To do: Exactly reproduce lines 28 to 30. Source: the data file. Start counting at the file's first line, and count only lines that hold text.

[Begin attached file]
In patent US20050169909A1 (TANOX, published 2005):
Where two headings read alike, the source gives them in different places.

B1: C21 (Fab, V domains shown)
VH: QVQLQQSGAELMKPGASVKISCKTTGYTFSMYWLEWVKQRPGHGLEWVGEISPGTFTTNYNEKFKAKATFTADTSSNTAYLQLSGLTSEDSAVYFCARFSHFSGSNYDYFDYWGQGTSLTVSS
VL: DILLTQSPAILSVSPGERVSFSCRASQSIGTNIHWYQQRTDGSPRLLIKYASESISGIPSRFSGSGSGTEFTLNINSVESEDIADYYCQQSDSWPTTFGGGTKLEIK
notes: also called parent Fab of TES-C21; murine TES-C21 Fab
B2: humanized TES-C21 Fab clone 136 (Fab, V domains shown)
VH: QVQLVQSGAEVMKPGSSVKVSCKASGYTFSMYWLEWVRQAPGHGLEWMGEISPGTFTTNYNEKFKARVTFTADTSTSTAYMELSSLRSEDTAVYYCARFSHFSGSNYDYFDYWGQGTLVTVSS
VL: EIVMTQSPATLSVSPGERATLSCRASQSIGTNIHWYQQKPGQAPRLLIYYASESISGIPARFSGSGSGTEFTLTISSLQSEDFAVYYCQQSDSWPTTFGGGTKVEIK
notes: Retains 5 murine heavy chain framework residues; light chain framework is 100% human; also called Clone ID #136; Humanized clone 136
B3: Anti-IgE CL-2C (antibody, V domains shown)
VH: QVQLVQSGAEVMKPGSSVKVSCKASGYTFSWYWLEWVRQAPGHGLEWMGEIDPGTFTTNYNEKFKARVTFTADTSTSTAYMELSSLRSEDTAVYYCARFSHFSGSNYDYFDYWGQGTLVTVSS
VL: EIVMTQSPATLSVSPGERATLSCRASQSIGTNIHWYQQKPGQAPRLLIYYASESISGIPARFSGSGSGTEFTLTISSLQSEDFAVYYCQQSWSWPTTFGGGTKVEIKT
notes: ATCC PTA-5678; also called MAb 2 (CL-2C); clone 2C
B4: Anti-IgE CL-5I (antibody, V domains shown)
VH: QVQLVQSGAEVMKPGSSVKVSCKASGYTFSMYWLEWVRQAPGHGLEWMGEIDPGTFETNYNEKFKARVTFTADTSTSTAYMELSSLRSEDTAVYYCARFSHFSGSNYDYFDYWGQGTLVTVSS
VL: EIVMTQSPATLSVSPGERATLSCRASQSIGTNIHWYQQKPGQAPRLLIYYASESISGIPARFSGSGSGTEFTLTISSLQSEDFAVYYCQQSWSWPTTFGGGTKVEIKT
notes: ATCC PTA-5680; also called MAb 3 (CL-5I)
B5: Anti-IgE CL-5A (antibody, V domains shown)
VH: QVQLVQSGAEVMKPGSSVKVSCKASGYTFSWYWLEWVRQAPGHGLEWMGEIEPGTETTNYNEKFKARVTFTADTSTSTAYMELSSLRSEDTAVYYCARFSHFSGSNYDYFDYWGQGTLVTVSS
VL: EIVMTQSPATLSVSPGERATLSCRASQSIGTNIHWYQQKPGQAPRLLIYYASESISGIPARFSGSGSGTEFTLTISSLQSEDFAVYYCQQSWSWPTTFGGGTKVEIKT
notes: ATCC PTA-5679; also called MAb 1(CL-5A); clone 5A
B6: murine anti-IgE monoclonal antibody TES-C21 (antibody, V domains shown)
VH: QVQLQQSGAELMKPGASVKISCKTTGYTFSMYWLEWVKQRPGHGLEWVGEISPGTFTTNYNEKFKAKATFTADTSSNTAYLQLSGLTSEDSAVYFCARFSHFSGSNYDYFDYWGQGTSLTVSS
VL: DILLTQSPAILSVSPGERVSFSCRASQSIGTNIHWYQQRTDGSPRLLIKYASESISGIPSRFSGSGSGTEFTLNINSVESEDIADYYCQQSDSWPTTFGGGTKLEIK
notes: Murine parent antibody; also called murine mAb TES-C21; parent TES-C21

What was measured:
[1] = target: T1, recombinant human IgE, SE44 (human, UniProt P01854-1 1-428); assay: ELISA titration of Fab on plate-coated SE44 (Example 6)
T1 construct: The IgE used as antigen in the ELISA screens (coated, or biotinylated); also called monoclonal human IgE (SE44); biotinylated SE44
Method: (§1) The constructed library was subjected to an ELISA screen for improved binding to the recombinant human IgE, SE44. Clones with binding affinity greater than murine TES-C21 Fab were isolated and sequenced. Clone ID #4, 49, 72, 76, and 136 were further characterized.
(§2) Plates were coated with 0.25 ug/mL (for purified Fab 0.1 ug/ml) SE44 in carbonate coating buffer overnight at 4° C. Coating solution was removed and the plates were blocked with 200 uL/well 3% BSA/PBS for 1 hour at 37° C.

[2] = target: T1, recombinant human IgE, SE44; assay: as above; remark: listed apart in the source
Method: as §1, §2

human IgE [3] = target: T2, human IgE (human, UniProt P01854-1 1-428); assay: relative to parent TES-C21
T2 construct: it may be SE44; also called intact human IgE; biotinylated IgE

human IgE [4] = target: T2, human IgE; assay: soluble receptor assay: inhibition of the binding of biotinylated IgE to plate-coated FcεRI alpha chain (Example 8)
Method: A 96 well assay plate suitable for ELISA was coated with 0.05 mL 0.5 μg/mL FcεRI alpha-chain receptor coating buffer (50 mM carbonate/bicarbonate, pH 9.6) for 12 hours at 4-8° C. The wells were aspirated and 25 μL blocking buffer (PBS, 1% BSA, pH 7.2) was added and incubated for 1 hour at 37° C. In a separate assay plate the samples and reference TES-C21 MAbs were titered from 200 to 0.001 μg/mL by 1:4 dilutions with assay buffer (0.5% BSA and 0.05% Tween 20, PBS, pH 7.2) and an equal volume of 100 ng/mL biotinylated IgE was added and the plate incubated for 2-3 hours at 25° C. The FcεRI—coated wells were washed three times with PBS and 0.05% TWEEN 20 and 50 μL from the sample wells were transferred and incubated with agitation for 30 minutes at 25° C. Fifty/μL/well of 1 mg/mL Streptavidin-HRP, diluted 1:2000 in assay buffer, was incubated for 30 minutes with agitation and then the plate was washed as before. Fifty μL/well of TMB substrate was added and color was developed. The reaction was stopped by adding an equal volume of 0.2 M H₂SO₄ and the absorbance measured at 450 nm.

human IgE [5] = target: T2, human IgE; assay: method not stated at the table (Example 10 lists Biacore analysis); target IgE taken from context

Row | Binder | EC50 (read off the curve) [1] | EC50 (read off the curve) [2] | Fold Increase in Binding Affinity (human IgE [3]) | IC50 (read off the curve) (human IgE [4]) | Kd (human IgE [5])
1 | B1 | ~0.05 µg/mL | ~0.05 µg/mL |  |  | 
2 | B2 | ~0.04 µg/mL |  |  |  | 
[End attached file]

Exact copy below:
[1] = target: T1, recombinant human IgE, SE44 (human, UniProt P01854-1 1-428); assay: ELISA titration of Fab on plate-coated SE44 (Example 6)
T1 construct: The IgE used as antigen in the ELISA screens (coated, or biotinylated); also called monoclonal human IgE (SE44); biotinylated SE44
Method: (§1) The constructed library was subjected to an ELISA screen for improved binding to the recombinant human IgE, SE44. Clones with binding affinity greater than murine TES-C21 Fab were isolated and sequenced. Clone ID #4, 49, 72, 76, and 136 were further characterized.